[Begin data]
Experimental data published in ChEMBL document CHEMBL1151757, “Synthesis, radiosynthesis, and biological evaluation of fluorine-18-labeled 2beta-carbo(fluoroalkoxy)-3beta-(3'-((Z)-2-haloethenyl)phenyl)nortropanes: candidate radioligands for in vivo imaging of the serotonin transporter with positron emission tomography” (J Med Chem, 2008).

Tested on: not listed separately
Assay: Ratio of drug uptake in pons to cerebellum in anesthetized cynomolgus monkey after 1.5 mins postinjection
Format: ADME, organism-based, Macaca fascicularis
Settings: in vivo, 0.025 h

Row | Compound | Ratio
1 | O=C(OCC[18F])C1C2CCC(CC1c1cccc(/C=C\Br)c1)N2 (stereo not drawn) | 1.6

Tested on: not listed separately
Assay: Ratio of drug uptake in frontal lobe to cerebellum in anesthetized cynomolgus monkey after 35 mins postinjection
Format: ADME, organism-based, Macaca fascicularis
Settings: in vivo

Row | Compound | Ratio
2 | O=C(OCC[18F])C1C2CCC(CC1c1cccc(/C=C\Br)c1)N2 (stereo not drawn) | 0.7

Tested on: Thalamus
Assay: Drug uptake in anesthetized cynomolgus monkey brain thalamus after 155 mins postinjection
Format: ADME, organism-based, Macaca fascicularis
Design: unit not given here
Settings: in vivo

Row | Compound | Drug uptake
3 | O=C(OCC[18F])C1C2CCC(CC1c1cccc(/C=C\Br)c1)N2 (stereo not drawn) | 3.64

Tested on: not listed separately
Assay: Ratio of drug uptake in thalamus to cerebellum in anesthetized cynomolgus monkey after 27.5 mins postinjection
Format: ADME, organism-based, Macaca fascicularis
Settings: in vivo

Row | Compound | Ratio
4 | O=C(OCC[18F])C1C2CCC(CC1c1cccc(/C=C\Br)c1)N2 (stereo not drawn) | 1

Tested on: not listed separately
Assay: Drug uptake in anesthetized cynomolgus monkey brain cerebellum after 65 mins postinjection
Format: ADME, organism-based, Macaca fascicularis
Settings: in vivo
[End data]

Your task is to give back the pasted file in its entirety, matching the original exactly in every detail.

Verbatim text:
Experimental data published in ChEMBL document CHEMBL1151757, “Synthesis, radiosynthesis, and biological evaluation of fluorine-18-labeled 2beta-carbo(fluoroalkoxy)-3beta-(3'-((Z)-2-haloethenyl)phenyl)nortropanes: candidate radioligands for in vivo imaging of the serotonin transporter with positron emission tomography” (J Med Chem, 2008).

Tested on: not listed separately
Assay: Ratio of drug uptake in pons to cerebellum in anesthetized cynomolgus monkey after 1.5 mins postinjection
Format: ADME, organism-based, Macaca fascicularis
Settings: in vivo, 0.025 h

Row | Compound | Ratio
1 | O=C(OCC[18F])C1C2CCC(CC1c1cccc(/C=C\Br)c1)N2 (stereo not drawn) | 1.6

Tested on: not listed separately
Assay: Ratio of drug uptake in frontal lobe to cerebellum in anesthetized cynomolgus monkey after 35 mins postinjection
Format: ADME, organism-based, Macaca fascicularis
Settings: in vivo

Row | Compound | Ratio
2 | O=C(OCC[18F])C1C2CCC(CC1c1cccc(/C=C\Br)c1)N2 (stereo not drawn) | 0.7

Tested on: Thalamus
Assay: Drug uptake in anesthetized cynomolgus monkey brain thalamus after 155 mins postinjection
Format: ADME, organism-based, Macaca fascicularis
Design: unit not given here
Settings: in vivo

Row | Compound | Drug uptake
3 | O=C(OCC[18F])C1C2CCC(CC1c1cccc(/C=C\Br)c1)N2 (stereo not drawn) | 3.64

Tested on: not listed separately
Assay: Ratio of drug uptake in thalamus to cerebellum in anesthetized cynomolgus monkey after 27.5 mins postinjection
Format: ADME, organism-based, Macaca fascicularis
Settings: in vivo

Row | Compound | Ratio
4 | O=C(OCC[18F])C1C2CCC(CC1c1cccc(/C=C\Br)c1)N2 (stereo not drawn) | 1

Tested on: not listed separately
Assay: Drug uptake in anesthetized cynomolgus monkey brain cerebellum after 65 mins postinjection
Format: ADME, organism-based, Macaca fascicularis
Settings: in vivo